It's easily explained by chance, say researchers S. Stanley Young, Ph.D., Assistant Director of the National Institute of Statistical Sciences, Heejung Bang, Ph.D., of Cornell University and Kutluk Oktay. MD, FACOG, Professor of Obstetrics&Gynecology and Director, Division of Reproductive Medicine & Infertility Department of Obstetrics & Gynecology from New York Medical College. They wrote a paper, "Cereal-Induced Gender Selection? Most Likely a Multiple Testing False Positive," which has been published in the January 14, 2009 online issue of the Proceedings of the Royal Society B.
Young, Bang & Oktay examined the data sets from the original study and noted that 132 food items were tested for two time periods, totaling 264 statistical tests. With this many tests, it is quite likely that some apparent statistical significance will occur simply by chance.
At the standard significance level of 5% (that is, there is 5% chance that the data will show an effect even when there is none), the 264 tests will yield approximately 13 false positives unless the analysis is adjusted to account for multiple testing. Young, Bang & Oktay argue that this is precisely what happened.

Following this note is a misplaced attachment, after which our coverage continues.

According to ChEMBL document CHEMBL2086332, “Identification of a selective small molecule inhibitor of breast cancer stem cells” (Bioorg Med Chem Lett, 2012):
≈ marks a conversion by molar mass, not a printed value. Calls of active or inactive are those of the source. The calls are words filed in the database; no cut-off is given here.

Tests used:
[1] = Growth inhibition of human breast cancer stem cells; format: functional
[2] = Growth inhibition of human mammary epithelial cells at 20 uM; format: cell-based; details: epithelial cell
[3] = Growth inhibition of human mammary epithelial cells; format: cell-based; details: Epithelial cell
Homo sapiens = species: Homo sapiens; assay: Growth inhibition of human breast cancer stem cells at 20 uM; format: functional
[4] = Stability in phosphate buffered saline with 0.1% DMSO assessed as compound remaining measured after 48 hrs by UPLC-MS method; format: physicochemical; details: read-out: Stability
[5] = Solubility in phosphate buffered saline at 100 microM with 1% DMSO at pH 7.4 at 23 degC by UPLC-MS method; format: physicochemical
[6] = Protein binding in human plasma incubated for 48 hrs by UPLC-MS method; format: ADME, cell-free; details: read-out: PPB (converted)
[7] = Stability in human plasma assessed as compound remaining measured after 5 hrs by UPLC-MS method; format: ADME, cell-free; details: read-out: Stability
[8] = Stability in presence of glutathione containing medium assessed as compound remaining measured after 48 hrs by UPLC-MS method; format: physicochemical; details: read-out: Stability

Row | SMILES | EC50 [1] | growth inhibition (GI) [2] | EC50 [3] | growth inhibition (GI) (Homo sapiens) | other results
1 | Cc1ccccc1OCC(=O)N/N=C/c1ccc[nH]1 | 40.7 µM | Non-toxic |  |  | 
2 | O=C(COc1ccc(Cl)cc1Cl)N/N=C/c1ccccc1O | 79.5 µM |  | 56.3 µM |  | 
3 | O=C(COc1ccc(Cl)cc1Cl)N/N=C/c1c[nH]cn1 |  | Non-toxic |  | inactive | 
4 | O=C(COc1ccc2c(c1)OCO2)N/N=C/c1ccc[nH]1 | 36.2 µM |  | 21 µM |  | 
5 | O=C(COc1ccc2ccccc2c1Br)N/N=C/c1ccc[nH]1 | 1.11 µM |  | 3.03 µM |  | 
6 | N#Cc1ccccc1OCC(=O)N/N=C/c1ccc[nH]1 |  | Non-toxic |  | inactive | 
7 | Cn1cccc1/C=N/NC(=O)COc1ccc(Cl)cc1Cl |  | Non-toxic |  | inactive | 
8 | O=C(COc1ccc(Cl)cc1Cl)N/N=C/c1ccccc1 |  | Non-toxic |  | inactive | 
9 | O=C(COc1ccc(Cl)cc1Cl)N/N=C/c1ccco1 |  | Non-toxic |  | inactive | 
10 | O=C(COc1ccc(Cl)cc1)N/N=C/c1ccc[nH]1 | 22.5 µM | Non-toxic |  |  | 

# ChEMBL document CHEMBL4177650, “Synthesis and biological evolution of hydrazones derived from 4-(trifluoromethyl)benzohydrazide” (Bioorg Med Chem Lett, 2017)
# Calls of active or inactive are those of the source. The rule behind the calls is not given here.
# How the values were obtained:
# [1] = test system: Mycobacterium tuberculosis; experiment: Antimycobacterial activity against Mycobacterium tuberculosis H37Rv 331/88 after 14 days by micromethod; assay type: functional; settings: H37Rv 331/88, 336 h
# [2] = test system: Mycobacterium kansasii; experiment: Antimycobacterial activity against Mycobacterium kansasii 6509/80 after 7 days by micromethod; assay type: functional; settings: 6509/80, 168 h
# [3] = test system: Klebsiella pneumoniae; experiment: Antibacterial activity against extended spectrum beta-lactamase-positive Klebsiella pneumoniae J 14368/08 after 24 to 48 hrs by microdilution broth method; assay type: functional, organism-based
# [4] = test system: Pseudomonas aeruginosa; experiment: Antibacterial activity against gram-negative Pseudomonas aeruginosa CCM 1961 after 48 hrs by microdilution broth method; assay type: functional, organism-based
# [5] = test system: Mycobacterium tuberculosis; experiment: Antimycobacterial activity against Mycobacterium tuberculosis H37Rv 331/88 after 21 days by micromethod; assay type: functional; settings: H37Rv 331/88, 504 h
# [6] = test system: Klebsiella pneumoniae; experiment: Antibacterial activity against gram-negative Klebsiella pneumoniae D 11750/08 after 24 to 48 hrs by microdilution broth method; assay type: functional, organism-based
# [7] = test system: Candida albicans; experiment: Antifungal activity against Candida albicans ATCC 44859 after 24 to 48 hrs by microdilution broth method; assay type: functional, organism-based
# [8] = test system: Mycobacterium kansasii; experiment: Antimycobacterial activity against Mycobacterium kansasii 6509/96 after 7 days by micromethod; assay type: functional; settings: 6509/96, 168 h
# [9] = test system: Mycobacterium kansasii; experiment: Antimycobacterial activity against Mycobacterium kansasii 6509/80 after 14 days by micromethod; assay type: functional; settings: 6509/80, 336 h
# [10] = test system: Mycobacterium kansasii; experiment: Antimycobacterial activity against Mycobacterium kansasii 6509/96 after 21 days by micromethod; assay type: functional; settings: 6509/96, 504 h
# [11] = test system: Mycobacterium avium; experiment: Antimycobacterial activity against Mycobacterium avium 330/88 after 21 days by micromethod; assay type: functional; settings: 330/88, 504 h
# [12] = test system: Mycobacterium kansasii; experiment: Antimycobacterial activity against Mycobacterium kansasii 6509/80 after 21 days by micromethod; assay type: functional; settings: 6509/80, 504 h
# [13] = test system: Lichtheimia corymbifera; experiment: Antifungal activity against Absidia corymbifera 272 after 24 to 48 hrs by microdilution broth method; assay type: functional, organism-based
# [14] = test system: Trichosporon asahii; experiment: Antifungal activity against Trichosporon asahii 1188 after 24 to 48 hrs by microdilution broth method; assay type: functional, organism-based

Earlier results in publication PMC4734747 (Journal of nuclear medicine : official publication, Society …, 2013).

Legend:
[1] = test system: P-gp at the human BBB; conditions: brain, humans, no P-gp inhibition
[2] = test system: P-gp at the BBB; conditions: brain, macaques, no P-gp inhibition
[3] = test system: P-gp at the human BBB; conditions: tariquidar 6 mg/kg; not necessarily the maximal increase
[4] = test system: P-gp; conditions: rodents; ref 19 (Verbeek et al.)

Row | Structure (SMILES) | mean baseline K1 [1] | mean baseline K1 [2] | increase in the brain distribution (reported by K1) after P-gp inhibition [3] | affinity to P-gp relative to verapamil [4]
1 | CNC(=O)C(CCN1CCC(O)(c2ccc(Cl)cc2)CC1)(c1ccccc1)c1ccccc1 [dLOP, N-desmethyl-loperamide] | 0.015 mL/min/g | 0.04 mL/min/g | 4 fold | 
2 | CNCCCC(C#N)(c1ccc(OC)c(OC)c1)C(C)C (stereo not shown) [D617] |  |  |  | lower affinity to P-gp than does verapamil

"This paper comes across as well-intended, but it is hard to believe that women can increase the likelihood of having a baby boy instead of a baby girl by eating more bananas, cereal or salt. Nominal statistical significance, unadjusted for multiple testing, is often used to lend plausibility to a research finding; with an arguably implausible result, it is essential that multiple testing be taken into account with transparent methods for claims to have any level of credibility," note Young, Bang & Oktay.
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